Can an 'election of generals' help reform Burma?
By holding an election to legitimise decades of military rule, Burma’s power-hungry generals may have inadvertently created a framework for a democratic system they might not be able to control.
An army-dominated political process will culminate in November 7 polls dubbed an “election of generals” and widely dismissed as a sham, but there is hope that the system could spur reforms and gradually take power away from authoritarian military officers.
For now, few expect any change to the status quo, just more suits and a lot less army uniforms. Most analysts say a transfer of power to civilians—whether intentional or not—would be an evolutionary process of at least a decade.
“Of course the election won’t be free and fair, but there’s a chance here that over time, more political space will be created,” said Georgetown University’s David Steinberg, a veteran Burma analyst who has studied the former British colony since before the generals seized power in a 1962 coup.
“There’s potential for improvements to the economy and for the first time in decades, a Parliament will convene and normal people will have some voice.”
But it’s almost certain that voice will be silent at first.
Burma’s complex and verbose Constitution, which few Burmese admit to having read, appears to be a blueprint for cementing the military’s grip on power, with recently retired generals poised to win scores of parliament and senate seats, in addition to the 25% quota reserved for serving soldiers.
Restrictive election laws and steep registration fees mean pro-democracy parties will present no challenge to two well-heeled pro-military parties, whose lawmakers are sure to choose a powerful army-backed president whose policies and ministerial appointments will sail through Parliament.
But even with the generals still at the helm, analysts expect they will initiate some reforms—perhaps self-serving—in the resource-rich country’s ailing economy after decades of mismanagement, corruption and crippling western sanctions.
“The election might help with the overall civilianisation of the government and so lead to slightly wiser economic policies,” said Josh Kurlantzick, a South-east Asia expert at the US-based Council on Foreign Relations think tank. He said, however, it was unlikely much would change in the near-term.
A privatisation drive is under way, although the process has been extremely opaque and fraught with cronyism, benefitting the junta and its allies among a wealthy civilian elite set to become the country’s economic powerbrokers for years to come.
There are now 19 private banks—four owned by tycoons close to the generals and targeted by western sanctions—which will provide more branches, cash machines and small loans, although Australian economist Sean Turnell, a Burma expert, dismissed the banks as “cash-boxes” and “playthings” for their rich owners.
But the mass sell-off of about 300 state assets this year in areas such as banking, telecommunications, transport and shipping may not be all bad.
It has transferred vital sectors away from the direct control of notoriously corrupt and inept generals.
Perhaps of more benefit to the population are plans to improve agriculture, which employs about 70% of the population and accounts for more than half of Burma’s economic output. Under British rule, Burma was once the world’s biggest rice exporter and is aiming to become a top exporter again. It shipped more than one million tonnes in 2009.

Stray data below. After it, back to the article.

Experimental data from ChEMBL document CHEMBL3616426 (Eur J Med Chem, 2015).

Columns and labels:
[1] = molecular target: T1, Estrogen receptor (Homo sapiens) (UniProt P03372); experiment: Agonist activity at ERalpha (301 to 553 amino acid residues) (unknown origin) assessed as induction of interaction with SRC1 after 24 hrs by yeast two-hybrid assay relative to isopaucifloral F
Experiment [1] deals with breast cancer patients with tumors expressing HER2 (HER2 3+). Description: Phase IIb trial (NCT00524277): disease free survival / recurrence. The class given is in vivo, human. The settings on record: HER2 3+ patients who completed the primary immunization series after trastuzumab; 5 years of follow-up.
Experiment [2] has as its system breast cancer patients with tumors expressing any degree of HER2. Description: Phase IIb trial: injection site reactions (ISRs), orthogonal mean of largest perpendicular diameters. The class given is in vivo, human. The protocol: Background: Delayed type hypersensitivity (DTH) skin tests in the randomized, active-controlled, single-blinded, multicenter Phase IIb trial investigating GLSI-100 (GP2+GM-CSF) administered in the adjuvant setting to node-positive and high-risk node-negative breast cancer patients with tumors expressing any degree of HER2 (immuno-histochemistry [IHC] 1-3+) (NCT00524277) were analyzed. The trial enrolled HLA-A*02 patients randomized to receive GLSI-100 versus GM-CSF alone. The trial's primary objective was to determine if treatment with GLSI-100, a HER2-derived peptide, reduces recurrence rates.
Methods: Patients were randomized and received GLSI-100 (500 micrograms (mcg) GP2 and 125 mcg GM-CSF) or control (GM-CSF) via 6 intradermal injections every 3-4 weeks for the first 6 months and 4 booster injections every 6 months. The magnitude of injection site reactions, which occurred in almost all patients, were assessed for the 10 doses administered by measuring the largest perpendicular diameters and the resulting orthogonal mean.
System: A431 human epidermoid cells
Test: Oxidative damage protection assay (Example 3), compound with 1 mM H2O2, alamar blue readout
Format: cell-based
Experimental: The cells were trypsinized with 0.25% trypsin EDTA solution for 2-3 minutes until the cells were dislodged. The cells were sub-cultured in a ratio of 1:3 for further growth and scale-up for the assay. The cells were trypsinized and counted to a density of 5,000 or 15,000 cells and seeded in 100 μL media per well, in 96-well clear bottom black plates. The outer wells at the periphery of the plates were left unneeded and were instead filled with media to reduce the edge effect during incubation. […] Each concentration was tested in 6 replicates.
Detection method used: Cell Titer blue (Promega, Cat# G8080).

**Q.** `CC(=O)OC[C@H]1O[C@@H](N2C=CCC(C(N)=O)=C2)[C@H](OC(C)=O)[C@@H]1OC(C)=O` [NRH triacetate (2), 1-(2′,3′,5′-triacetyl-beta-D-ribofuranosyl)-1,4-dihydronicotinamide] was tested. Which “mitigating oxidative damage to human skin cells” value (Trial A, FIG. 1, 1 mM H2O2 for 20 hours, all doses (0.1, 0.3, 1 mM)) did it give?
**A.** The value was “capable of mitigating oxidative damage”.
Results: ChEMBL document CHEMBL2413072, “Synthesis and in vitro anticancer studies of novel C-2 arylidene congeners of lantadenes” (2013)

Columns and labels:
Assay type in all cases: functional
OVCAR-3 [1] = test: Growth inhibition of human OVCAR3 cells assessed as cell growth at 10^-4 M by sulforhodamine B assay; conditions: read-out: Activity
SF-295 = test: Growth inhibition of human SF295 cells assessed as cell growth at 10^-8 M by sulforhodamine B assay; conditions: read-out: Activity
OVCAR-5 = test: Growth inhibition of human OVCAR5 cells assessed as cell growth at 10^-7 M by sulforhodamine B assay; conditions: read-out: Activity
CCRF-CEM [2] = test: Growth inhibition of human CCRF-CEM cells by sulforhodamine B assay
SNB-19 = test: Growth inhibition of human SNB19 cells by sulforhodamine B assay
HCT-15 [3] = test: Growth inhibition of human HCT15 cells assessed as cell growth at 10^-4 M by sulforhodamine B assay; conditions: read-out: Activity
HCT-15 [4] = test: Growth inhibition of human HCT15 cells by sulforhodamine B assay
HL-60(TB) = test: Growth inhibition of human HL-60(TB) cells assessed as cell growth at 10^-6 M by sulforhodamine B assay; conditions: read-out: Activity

Agriculture currently receive only 0,4% of credit created, but this is expected to change as efforts are made to improve farming practices, increase output and boost farmers’ incomes in what could be early populist measures by the military.
Most analysts point to the formation of 14 regional assemblies as the best hope for change and perhaps a willingness by the military to loosen its grip and allow more civilian input at local level while still retaining central power.
Others are hoping moderates will emerge in the military who one day start to civilianise the system by bringing on board educated technocrats or pursue their own individual agendas by forming political alliances with powerful public figures.
Western countries have indicated that substantial reforms will be required before economic sanctions in place because of the government’s poor human rights record are lifted.
A first step would be to release an estimated 2 200 detained political activists or opposition politicians including Nobel laureate Aung San Suu Kyi, the figurehead of the struggle against military rule.
Suu Kyi’s house arrest term is due to expire six days after the polls and some analysts believe the generals might release her and some other political prisoners when they are no longer deemed threats to what appears to be an transfer of sovereign power to themselves.
But few expect any substantive progress while the wily 78-year-old junta supremo Than Shwe and sidekick Maung Aye (72) remain in charge either directly, as president and vice-president, or as puppet masters from behind the scenes.
“As long as these two guys are around, no one else can have a say in the decision making,” said a Burmese academic, who asked not to be named for fear of repercussions.
“But after that, things will eventually change for the better. It might be a matter of unintended consequence. The military can’t create democracy and take it over forever, lock stock and smoking barrel.” - Reuters